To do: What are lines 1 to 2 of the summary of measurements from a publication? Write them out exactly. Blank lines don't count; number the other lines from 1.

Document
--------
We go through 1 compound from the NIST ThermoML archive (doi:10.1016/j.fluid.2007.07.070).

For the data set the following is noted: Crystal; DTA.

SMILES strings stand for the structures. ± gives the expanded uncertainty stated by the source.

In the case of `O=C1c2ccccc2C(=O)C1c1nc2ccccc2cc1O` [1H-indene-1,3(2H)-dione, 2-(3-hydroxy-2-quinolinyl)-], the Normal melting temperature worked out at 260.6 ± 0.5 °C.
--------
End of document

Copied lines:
We go through 1 compound from the NIST ThermoML archive (doi:10.1016/j.fluid.2007.07.070).

For the data set the following is noted: Crystal; DTA.